Post COVID-19, the idea of a regional supply chain is taking roots amongst fashion brands. Searching for new alternatives for their current faulty operational systems, brands are increasingly shifting to circular supply chain that also considers environmental impact of clothes, says Imran Ahmed, Founder and CEO, Business of Fashion.
Regional supply chains operate within a certain region rather than being spread out around the globe. They process materials and manufacture clothes within one area of the world. Such an operating system is beneficial for designers, CEOs, and industry leaders. It keeps them connected with customers by ensuring transparency in operations.
Challenges of a regional supply chain
However, regional supply chains also face certain challenges. Use of innovative materials are quite challenging for brands. For instance, designers are unable to use materials like Piñatex, Muskin, and Zoa™due to their inaccessibility. Such materials are available in only certain parts of the world and are expensive.
However, many other technological advancement can benefit brands. For example, The Renewal Workshop offers state-of-the-art technologies that help brands get their businesses off the ground faster, shares Nicole Bassett, Co-Founder. These off-the shelf tools and applications are customized according to brands’ need. The Renewal Workshop also has fully equipped facility to handle all its production in house.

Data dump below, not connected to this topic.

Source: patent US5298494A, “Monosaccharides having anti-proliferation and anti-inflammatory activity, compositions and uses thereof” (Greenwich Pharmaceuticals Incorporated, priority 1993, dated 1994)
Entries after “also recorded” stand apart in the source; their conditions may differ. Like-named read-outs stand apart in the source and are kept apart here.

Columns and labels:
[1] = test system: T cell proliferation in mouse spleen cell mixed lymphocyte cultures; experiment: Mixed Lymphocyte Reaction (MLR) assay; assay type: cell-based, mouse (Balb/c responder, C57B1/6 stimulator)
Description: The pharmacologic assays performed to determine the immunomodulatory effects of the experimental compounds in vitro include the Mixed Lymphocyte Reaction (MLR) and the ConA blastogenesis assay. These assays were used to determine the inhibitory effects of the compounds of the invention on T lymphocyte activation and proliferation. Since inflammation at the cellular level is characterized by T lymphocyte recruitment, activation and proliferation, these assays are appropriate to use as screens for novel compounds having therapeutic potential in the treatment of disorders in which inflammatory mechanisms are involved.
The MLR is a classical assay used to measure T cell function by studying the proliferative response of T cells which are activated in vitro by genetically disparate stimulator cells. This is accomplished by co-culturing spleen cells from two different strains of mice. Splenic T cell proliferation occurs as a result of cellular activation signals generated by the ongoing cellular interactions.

Similarly, Back Beat Co had also hoped to achieve this kind of production initially. However, it soon found the concept quite unsustainable and decided to spread suppliers across the globe with a few local options.
Alliance vs independence
By building such quasi-independent supply chains in the America and Europe, companies like The Renewal Workshop and Back Beat Co aim to provide their suppliers a hedge against future shocks. Such supply chains enable them to easily shift production of key components from one region to another. This combination of thoughtful outsourcing, intentional use of technology and local operations will continue to prevail in future too.
It will create opportunities for small and local manufacturers to imbibe technical innovations, affirms Bassett. To achieve this, brands would need to not just find like-minded international partners but also invest in local materials and production. The future of the industry will hinge on collaboration rather than competition.